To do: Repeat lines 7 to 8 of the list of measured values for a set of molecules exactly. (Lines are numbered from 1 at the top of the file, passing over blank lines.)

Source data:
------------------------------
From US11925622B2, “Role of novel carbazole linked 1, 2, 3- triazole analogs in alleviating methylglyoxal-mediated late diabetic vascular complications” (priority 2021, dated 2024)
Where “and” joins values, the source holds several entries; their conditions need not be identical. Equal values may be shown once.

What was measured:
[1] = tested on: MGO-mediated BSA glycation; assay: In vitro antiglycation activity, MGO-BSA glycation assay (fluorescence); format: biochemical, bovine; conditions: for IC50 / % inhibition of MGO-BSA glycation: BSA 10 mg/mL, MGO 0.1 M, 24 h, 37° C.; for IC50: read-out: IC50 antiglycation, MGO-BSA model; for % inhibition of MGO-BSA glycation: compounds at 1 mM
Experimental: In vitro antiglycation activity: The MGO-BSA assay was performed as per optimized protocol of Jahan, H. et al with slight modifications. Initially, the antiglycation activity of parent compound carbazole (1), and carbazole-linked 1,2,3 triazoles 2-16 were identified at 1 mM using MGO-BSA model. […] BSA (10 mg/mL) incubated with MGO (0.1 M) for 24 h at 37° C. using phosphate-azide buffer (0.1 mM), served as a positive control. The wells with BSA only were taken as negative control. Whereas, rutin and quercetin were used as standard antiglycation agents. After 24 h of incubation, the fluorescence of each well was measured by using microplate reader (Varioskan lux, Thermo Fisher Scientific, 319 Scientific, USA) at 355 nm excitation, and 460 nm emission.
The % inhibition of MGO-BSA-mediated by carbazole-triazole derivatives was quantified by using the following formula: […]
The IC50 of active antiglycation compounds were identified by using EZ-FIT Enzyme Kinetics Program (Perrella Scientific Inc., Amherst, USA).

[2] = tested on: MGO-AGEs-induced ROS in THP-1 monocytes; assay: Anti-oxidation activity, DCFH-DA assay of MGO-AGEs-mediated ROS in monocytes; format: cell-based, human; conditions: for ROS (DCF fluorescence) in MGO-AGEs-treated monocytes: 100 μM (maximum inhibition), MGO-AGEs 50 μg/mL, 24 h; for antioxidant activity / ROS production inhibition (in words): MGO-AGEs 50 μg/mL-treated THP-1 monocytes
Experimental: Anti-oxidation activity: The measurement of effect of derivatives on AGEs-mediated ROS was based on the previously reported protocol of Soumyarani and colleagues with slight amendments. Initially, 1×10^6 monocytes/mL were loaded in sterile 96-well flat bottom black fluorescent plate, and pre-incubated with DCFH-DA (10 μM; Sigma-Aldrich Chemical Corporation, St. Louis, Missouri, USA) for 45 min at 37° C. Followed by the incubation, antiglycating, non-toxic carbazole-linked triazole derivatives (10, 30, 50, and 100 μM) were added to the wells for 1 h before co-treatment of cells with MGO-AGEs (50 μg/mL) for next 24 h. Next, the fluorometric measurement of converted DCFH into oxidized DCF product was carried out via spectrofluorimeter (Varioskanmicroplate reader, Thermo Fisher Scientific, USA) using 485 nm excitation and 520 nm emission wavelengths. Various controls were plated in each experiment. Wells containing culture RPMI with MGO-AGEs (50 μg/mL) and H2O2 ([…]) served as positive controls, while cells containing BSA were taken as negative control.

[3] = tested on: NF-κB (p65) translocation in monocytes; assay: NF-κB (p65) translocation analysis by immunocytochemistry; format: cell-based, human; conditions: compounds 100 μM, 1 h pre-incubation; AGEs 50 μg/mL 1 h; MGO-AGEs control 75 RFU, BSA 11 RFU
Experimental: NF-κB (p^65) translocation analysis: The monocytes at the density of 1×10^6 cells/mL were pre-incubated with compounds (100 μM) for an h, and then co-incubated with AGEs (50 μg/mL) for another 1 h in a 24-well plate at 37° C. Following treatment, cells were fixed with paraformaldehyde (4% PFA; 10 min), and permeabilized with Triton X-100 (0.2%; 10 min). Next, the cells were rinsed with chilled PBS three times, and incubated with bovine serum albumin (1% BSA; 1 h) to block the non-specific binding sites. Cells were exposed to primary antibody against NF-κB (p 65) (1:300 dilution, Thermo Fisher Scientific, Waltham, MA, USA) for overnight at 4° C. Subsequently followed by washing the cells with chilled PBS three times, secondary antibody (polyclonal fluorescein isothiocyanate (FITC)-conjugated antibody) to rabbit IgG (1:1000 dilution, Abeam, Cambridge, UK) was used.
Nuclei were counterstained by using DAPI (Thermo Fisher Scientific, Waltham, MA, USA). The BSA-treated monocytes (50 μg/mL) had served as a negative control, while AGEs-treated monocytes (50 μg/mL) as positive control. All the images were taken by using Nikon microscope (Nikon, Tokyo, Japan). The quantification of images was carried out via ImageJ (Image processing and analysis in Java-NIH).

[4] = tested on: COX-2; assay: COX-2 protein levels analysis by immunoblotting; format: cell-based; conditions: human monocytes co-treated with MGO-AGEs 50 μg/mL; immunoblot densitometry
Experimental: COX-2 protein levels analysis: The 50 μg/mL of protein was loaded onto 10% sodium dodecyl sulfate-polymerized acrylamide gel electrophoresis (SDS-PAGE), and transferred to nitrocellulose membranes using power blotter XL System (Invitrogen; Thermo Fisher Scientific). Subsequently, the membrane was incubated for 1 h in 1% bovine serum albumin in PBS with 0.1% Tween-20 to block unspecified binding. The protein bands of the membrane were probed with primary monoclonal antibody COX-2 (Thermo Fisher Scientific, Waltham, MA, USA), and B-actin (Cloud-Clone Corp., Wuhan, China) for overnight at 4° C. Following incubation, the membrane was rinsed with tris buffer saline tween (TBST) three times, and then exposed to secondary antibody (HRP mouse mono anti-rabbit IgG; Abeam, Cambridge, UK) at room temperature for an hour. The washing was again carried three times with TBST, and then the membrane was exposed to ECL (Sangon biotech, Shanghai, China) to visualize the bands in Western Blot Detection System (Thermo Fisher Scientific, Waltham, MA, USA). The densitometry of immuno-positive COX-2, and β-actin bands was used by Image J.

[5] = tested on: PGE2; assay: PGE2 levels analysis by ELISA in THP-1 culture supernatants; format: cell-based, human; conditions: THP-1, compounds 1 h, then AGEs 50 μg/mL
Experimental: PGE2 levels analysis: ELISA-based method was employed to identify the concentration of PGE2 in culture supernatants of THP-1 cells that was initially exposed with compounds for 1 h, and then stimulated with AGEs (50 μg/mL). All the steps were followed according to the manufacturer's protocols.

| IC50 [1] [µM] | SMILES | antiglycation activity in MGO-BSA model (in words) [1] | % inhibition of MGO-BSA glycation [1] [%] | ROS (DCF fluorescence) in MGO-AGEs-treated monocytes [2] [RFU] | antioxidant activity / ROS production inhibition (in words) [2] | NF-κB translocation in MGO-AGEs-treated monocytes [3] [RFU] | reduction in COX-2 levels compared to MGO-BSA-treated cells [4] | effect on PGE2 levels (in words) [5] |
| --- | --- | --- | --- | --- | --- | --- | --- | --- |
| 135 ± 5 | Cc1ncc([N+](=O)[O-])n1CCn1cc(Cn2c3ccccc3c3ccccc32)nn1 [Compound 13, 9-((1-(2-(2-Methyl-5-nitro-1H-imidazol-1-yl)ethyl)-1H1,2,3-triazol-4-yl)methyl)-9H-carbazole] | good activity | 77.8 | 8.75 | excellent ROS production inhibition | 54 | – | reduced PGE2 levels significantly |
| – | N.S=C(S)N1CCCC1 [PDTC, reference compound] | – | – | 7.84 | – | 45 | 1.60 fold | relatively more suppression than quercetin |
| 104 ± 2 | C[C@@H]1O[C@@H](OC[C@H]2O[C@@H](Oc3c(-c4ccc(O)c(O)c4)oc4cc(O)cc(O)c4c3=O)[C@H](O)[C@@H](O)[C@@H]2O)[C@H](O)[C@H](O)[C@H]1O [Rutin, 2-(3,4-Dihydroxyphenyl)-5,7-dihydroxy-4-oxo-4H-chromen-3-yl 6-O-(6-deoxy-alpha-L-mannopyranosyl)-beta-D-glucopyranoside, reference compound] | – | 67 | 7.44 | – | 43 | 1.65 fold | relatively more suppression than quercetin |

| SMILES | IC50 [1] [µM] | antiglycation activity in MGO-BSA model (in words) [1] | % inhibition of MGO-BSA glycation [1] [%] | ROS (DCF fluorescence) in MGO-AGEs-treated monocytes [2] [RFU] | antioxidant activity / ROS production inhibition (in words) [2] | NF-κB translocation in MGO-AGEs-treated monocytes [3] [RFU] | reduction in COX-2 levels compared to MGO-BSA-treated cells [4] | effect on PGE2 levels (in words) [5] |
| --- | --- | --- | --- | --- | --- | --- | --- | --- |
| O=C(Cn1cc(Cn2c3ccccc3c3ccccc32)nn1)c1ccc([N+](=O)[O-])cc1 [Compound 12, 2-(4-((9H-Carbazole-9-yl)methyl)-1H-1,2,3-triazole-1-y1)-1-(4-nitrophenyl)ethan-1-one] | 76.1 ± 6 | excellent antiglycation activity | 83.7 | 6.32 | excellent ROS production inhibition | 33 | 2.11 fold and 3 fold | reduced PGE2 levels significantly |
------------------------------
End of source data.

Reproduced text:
The IC50 of active antiglycation compounds were identified by using EZ-FIT Enzyme Kinetics Program (Perrella Scientific Inc., Amherst, USA).

[2] = tested on: MGO-AGEs-induced ROS in THP-1 monocytes; assay: Anti-oxidation activity, DCFH-DA assay of MGO-AGEs-mediated ROS in monocytes; format: cell-based, human; conditions: for ROS (DCF fluorescence) in MGO-AGEs-treated monocytes: 100 μM (maximum inhibition), MGO-AGEs 50 μg/mL, 24 h; for antioxidant activity / ROS production inhibition (in words): MGO-AGEs 50 μg/mL-treated THP-1 monocytes